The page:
A hard border is simply unworkable

The Guardian, on 7 August,  ran an interesting article on the “border” between Northern Ireland and the Irish Republic. The hard border is not currently there because of the terms of the Good Friday agreement, underpinned by the fact that both the UK and Ireland are EU states. If Britain leaves the EU with no deal, there will be an international border between two entities with disparate health regulations, tax schemes and immigration policies, meaning it will need to be fortified once more.

The writer, Séamas O’Reilly, points out that, after the Good Friday agreement, the old customs checkpoint at the end of his garden was sold so that a large family home could be built in its place. The couple who live there might object to having a customs outpost erected in their bedroom. The building immediately next door is in the Republic of Ireland, and was formerly the Irish customs post. It’s now a kickboxing gym.

There are 300 miles (482km) of border like this, built on and now privately owned, with family homes, petrol stations, cow sheds and kickboxing gyms.  To re-erect a hard border across Northern Ireland would be the most expensive and logistically arduous engineering, staffing and planning job in UK or Irish history. It would take a great deal more than 85 days and £2.1 billion. And even if it were undertaken it would still be a bad idea, even if it promised a massively improved economy and huge social improvements.  In other words, a hard border in Ireland is simply unworkable.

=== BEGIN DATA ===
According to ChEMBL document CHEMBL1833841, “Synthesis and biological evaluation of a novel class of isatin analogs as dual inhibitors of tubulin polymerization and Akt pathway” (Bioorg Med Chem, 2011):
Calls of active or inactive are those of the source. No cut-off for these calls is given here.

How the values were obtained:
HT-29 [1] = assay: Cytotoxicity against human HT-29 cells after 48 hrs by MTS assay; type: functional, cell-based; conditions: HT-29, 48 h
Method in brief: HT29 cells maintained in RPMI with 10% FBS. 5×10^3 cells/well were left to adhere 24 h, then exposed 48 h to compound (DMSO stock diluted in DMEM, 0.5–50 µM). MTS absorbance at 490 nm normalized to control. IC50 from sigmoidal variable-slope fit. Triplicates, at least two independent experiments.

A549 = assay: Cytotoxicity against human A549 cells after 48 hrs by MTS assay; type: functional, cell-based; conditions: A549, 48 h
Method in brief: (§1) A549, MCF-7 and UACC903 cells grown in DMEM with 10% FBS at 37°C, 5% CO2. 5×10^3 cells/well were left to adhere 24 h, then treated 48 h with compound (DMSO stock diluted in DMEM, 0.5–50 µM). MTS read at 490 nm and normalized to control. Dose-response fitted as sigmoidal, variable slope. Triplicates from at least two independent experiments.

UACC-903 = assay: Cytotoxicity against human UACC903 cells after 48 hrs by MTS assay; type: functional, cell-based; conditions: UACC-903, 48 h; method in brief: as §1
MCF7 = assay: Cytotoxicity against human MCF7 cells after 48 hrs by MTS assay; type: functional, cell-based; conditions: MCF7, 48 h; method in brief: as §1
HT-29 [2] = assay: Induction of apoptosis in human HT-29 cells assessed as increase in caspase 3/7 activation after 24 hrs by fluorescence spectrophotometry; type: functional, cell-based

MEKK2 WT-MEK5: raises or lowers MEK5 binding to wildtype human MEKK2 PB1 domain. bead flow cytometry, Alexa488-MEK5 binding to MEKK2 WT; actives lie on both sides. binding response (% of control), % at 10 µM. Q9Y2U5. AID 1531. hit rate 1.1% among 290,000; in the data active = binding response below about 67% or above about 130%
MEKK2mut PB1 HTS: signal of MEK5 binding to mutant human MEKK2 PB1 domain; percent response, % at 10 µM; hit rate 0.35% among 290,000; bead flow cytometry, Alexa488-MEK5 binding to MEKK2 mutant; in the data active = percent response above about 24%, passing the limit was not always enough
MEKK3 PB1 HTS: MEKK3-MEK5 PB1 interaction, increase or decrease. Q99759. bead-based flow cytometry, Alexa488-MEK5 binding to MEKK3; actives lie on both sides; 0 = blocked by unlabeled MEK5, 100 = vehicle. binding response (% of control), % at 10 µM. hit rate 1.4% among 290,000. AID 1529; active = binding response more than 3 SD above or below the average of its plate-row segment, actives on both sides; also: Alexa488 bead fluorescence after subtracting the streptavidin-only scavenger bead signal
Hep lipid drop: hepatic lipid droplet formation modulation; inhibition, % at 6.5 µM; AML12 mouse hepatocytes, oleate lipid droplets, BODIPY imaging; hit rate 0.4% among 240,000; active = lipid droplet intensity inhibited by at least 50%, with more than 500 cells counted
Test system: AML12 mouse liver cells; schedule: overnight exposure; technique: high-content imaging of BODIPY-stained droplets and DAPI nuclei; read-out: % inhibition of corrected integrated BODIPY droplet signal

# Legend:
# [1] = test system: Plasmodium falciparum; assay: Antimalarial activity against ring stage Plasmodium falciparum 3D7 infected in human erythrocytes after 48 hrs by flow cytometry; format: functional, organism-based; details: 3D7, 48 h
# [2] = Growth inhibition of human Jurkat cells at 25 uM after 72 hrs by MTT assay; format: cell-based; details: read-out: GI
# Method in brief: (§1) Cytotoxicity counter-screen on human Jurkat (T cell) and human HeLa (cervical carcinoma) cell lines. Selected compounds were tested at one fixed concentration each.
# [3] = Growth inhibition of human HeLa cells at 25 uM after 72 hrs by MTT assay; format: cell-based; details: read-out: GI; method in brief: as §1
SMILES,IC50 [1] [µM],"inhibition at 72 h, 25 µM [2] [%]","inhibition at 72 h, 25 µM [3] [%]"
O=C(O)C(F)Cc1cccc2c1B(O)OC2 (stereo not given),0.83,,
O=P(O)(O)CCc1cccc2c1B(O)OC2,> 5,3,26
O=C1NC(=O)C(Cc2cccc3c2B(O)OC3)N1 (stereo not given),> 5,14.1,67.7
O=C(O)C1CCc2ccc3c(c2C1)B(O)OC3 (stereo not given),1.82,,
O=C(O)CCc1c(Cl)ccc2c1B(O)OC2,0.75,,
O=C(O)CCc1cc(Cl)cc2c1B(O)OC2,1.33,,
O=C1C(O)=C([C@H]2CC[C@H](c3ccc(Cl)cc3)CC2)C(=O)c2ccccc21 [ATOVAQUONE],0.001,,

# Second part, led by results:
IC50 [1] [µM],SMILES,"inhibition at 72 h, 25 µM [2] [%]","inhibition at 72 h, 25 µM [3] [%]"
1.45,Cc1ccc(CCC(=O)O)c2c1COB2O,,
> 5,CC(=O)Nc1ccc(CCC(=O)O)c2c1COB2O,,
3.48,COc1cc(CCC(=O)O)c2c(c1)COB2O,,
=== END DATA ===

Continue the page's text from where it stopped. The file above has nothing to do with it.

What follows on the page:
But for Brexiteers there has to be a barrier between the two parts of Ireland, otherwise the much- resented East Europeans and others can get unimpeded access to Britain via Ireland, making the whole idea of Brexit and “control of our own borders” moot.

The only intelligent option for the extremist Brexiteers is to throw up their hands, abandon the Protestant majority in the North (rapidly becoming a minority anyway), and do what should have been done decades ago – declare a united Ireland. This is about as likely as the Republicans in the US agreeing to civilised gun laws. Which illustrates the fact that the Brexiteers never paused to think about the detail of what they were doing.  I dare say none of them have ever been and looked at the old border between the Republic and Ulster (P.S: I have).




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